Monitoring and evaluation as an iterative process of interventions and learning
Monitoring and evaluation at the Living Lab level was also integrated with our use of design thinking, as set out as a cyclic process (Figure 6.2). This involved interventions and learning moving among the different stages of the design thinking process on an iterative basis as shown by the green and blue arrows in Figure 6.2.
There are many possible tools and techniques that can be used for different purposes for monitoring and evaluation within a Living Lab, and some have already been discussed. For example, some are suitable for the activities of data gathering (both quantitative and qualitative), some for data analysis, some for thinking, for action, for communication, for prediction, for involving people in the Living Lab process, and many more.
The AgriLink Living Lab teams considered their Living Labs as ‘systems of interest’ using systems thinking and systems diagrams, recognising that they have purposes, boundaries and environments that are not given but negotiated on an ongoing basis.
Reflexive monitoring is a learning process related to a system’s purpose and to intended interventions and in order to do this kind of monitoring ‘performance measures’ were needed for each Living Lab system of interest.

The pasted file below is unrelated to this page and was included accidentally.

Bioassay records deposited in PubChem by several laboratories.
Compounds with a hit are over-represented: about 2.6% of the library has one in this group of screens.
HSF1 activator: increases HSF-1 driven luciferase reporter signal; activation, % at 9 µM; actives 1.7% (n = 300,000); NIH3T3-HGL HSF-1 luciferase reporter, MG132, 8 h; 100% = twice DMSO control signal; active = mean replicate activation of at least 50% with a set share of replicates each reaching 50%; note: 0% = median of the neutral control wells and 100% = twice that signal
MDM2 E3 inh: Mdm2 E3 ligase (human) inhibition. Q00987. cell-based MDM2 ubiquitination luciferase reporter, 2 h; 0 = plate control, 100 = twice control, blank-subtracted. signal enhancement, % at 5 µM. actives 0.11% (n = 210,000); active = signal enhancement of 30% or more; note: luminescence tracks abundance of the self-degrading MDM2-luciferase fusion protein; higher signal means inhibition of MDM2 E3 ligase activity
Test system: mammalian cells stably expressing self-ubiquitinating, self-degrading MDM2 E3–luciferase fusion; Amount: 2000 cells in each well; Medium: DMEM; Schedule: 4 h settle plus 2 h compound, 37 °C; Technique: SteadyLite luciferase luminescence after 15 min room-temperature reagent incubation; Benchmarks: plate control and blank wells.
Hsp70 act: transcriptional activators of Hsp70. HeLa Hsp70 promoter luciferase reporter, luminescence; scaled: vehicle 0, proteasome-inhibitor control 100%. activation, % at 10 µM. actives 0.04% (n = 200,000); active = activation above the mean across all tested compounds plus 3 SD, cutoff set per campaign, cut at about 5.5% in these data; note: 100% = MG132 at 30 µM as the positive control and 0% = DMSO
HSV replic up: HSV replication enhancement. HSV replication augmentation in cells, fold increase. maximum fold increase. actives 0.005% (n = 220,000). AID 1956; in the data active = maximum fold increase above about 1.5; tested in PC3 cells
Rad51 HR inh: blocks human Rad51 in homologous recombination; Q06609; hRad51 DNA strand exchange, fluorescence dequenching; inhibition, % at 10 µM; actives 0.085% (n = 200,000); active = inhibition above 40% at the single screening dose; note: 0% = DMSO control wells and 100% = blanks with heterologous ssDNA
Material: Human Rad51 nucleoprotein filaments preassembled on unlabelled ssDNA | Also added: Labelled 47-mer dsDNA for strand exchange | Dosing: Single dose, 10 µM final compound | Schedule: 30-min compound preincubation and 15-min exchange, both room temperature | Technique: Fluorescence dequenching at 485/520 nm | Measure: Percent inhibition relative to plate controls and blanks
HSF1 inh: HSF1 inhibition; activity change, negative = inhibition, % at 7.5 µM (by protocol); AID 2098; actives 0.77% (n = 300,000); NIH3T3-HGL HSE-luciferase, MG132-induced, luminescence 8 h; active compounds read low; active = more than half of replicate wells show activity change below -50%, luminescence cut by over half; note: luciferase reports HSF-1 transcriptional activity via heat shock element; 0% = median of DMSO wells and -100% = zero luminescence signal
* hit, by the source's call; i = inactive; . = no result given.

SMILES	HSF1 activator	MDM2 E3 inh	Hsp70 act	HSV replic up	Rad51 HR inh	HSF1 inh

One way of developing performance measures was to use a technique from systemic inquiry (and soft systems methodology – see Checkland and Scholes, 1999), whereby Living Labs considered how they were getting on at different levels using a series of performance measures that begin with ‘E’:
Will your Living Lab system of interest do what it’s meant to? (efficacy)
Will it use resources (including time, energy and enthusiasm) well in doing it? (efficiency)
Will it contribute to our higher level purpose(s)? (effectiveness)
From this starting point, monitors had to develop some indicators and questions of their own:
Questions associated with the characteristics of each Living Lab were used to consider their functioning in relation to co-creation, active user involvement, real-life setting, multi-stakeholder participation and a multi-method approach, but it was important to consider the whole process, not just the parts.
Indeed, the three ‘E’ questions were also applied at the level of the whole Living Lab, as exemplified here:
The efficacy of the innovation support service
To what extent is the developed innovation support service being applied and really supporting innovation and learning on the core issue?
The efficiency of the Living Lab process
How well is the Living Lab being run in terms of our use of available resources?
The effectiveness of the Living Lab
To what extent is the Living Lab successful in facilitating learning for the development of improved innovation support services?
The process of developing questions and indicators, including using the ENoLL characteristics and the three Es, was meant to support monitoring and evaluation, not constrain it. Individual Living Labs may have had some different characteristics besides those identified by ENoLL.